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#1 2019-04-10 04:15:10

Roger
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From: Vancouver, BC, Canada
Registered: 2019-04-06
Posts: 56  
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Migration problem: network

I am experimenting with migration from Debian stretch to Devuan on a VirtualBox machine running on a Windows 10 laptop. I have a Debian machine there, and made a clone in order to test the migration process without damaging a working system (the whole point of virtual machines). Everything works well until reboot after the final dist-upgrade; on rebooting there is no longer a network connection.

In passing I should say I am impressed with the ease of the migration process; my test machine has only 430 Debian packages, essentially X11 and compilers, plus the standard utilities, and the process only required 69 upgraded packages. That suggests to me that where there is no systemd contamination, Debian packages are essentially left intact.

The virtual machine network connection is simply through dhcp connected directly to the laptop via NAT. For some strange reason, the adapter is called enp0s3 instead of eth0 which one might expect. I have not done much exploration of the problem yet, and the only things that occur to me are (a) a different adapter name, or (b) no running dhcp client. I assumed that the migration process does upgrade/replace the dhcp client.

I did not install wicd as the existing /etc/network/interfaces file is precisely what is needed, assuming the adapter is identified correctly. With only one connection to the network, it doesn't seem that a network manager is required.

Suggestions for fixing this problem would be much appreciated.

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#2 2019-04-10 05:56:24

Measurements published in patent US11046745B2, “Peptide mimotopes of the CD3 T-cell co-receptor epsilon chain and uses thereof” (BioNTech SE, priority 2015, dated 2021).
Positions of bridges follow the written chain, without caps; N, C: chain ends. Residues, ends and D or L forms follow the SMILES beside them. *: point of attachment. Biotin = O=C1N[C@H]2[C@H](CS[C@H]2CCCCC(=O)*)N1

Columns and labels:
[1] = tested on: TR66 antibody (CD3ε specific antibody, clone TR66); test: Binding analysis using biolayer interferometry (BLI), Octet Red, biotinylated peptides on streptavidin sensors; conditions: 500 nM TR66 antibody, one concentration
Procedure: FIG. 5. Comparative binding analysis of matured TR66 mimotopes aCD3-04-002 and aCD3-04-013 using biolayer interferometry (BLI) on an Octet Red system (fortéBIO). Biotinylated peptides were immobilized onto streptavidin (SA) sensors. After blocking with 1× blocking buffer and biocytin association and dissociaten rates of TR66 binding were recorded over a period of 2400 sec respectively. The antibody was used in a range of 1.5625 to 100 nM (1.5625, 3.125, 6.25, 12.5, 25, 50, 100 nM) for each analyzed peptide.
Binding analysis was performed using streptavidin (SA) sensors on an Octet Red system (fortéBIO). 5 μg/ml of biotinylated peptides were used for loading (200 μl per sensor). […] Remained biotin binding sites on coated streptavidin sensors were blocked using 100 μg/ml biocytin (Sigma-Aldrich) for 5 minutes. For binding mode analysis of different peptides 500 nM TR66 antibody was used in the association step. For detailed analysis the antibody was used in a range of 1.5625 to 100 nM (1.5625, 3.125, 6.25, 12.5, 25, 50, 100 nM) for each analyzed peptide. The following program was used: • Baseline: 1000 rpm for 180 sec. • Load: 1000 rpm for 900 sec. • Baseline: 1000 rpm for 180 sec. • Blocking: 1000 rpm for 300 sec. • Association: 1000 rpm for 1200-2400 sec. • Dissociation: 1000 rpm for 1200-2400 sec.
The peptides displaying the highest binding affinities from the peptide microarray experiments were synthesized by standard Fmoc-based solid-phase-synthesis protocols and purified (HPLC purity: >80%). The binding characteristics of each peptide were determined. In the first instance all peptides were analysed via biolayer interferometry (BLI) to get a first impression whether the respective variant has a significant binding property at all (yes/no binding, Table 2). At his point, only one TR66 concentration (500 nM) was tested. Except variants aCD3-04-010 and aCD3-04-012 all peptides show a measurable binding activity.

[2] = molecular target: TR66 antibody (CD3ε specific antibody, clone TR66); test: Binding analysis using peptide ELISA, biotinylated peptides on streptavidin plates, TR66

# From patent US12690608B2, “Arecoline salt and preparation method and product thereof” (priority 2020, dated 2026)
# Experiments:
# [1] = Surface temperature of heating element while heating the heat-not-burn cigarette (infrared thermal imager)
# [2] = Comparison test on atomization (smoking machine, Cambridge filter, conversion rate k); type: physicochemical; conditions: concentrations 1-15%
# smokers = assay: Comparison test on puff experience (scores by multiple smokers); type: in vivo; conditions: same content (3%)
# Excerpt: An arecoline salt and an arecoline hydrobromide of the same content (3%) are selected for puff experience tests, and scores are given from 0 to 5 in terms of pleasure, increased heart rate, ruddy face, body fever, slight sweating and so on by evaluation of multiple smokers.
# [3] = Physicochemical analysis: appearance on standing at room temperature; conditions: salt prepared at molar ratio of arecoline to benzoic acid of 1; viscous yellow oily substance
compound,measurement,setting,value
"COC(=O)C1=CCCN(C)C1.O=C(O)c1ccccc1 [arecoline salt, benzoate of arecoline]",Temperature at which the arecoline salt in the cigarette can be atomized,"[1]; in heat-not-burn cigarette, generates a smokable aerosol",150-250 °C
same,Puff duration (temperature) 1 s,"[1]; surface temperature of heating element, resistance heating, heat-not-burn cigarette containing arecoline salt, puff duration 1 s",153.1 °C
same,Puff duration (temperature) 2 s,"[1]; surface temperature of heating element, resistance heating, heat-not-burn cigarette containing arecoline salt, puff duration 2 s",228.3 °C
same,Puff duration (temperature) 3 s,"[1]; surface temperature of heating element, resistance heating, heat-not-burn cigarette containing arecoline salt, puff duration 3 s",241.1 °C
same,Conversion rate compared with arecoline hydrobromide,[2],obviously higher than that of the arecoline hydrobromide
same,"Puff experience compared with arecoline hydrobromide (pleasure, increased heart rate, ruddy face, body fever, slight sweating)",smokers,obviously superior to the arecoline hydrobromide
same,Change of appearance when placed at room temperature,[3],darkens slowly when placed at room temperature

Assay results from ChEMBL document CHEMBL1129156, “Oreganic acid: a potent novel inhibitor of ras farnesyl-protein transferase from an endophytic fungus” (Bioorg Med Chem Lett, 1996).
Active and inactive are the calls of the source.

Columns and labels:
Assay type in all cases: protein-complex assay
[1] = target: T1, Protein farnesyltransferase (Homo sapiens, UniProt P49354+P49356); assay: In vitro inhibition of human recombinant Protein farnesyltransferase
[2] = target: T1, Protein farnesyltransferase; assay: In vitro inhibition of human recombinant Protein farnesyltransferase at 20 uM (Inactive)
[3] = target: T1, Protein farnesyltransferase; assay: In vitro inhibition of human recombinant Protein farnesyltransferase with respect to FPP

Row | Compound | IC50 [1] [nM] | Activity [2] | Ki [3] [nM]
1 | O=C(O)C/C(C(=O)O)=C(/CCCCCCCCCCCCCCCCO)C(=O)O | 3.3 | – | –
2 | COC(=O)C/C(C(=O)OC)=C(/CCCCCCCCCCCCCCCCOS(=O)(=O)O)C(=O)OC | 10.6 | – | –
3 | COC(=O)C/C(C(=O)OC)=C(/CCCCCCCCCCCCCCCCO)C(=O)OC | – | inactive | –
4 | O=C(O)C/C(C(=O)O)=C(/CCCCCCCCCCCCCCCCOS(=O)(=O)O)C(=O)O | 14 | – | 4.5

Head_on_a_Stick
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From: London
Registered: 2019-03-24
Posts: 1,654  
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Re: Migration problem: network

Roger wrote:

the adapter is called enp0s3 instead of eth0

See https://www.debian.org/releases/stretch … face-names & https://www.freedesktop.org/wiki/Softwa … faceNames/

tl;dr: either substitute the new name in /etc/network/interfaces or add net.ifnames=0 to GRUB_CMDLINE_LINUX in /etc/default/grub & run update-grub (as root).


antifa ftw!

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#3 2019-04-10 09:44:53

fsmithred
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Registered: 2016-11-25
Posts: 1,886  

Re: Migration problem: network

In Debian, udev names the interfaces as enp... as you show. To revert those to the old names, boot with net.ifnames=0. (This is not relevant in Devuan.)

In Devuan, eudev names the interfaces with the old names like eth0. To revert to the new names, boot with net.ifnames=1

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#4 2019-04-10 15:53:06

Head_on_a_Stick
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From: London
Registered: 2019-03-24
Posts: 1,654  
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Re: Migration problem: network

^ Oops! Thanks for the correction.

@OP: sorry for the misinformation.


antifa ftw!

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#5 2019-04-11 00:18:58

Roger
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From: Vancouver, BC, Canada
Registered: 2019-04-06
Posts: 56  
Website

Re: Migration problem: network

Thanks for the help; I should have known, as I had dealt with the opposite problem when Debian upgraded from jessie to stretch.